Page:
Motivation Found

The player rides in a boat that takes her to the monument’s island. The penultimate page reports that the king mourned for nine years after the queen left, unable to build anything. The final thing he wants to build is a gigantic monument of himself; a last-ditch effort for people to remember him. His powers begin to fail, and it turns out he can’t finish another painting again. He can’t even finish his dream. For ideas of being stuck inside of a dream, see Inception. Also, there are a few ‘dream within a dream’ nods earlier in the game, treating the observational player with confirmation. One such painting in chapter one depicts the King painting a picture of the King painting a picture of the King. In this context, the king is perhaps stuck in the cycle of coming up with an idea then abandoning it for a new one. Or, he could be dying. Failing powers can represent failing health, while the propensity for sleeping rather than waking life can represent denial. ”Living is easy with eyes closed,” so The Beatles have told. The King has locked himself away from the world, a role reversal of the typical tower-bound damsel in distress. It’s up to Monroe to climb up and confront his father. The ascension of the monument is a suspenseful affair. The accompanying music’s cadence increases, the rising water acts as a harrying timer, and the platforming is relatively ramped up in difficulty. All of these elements blend together to make the act of literally climbing up a statue of your father a memorable experience. At the apex of the scaffolding, Monroe swings across a platform and climbs up into an eye hole. As Monroe sees his dad, he can’t figure out what to say, the narrator explains. “Ah, it’s you, the boy from my dream” the king utters.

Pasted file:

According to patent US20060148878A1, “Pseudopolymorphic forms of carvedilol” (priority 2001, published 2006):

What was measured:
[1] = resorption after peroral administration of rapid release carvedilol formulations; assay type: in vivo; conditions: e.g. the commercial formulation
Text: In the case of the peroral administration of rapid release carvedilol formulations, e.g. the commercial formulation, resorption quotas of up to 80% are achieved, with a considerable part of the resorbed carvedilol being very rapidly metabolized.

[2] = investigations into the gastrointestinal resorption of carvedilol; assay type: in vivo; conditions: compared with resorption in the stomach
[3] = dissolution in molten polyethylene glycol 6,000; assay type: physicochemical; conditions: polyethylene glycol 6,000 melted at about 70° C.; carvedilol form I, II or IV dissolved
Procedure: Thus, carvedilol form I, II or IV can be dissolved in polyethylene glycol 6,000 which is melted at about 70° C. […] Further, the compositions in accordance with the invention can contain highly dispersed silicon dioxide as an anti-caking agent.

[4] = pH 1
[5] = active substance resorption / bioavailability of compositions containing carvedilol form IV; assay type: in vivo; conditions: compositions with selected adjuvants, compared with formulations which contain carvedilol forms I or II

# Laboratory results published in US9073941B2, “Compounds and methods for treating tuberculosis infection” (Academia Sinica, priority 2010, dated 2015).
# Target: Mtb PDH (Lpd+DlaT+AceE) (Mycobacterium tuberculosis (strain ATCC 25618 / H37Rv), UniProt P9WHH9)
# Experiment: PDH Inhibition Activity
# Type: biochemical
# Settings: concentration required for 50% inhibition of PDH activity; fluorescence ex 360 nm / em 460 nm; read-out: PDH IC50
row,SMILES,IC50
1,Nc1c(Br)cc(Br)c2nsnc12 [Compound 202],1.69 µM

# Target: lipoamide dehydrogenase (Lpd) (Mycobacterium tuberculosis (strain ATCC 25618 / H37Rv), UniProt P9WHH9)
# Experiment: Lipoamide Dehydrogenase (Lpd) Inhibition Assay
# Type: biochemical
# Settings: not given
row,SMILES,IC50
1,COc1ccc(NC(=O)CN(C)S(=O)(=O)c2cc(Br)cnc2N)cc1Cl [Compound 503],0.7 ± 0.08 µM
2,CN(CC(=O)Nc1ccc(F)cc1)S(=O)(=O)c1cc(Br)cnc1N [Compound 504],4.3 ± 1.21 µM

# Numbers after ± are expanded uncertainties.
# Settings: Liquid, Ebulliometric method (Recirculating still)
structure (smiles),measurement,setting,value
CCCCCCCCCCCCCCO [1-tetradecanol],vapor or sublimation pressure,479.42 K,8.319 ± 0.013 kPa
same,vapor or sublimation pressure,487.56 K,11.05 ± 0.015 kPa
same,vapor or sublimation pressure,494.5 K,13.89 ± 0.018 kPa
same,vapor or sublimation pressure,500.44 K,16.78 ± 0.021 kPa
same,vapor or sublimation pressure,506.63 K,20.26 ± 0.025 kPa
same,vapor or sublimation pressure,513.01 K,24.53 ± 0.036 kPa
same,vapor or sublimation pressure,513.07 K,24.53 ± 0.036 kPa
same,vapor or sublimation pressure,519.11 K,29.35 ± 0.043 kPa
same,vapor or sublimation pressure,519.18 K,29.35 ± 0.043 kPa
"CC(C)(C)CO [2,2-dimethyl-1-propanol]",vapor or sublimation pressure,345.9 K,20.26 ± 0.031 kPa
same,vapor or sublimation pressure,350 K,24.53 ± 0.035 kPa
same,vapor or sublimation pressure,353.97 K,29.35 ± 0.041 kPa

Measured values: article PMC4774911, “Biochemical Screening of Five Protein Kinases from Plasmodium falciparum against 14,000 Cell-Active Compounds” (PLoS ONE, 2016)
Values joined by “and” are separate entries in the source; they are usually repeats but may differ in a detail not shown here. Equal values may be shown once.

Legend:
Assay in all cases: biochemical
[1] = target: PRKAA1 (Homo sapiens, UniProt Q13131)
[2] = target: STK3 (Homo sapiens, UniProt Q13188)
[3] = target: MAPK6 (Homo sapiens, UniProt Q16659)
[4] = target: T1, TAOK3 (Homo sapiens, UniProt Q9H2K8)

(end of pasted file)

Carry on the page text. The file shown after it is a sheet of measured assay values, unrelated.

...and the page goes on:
A Boy Within a Dream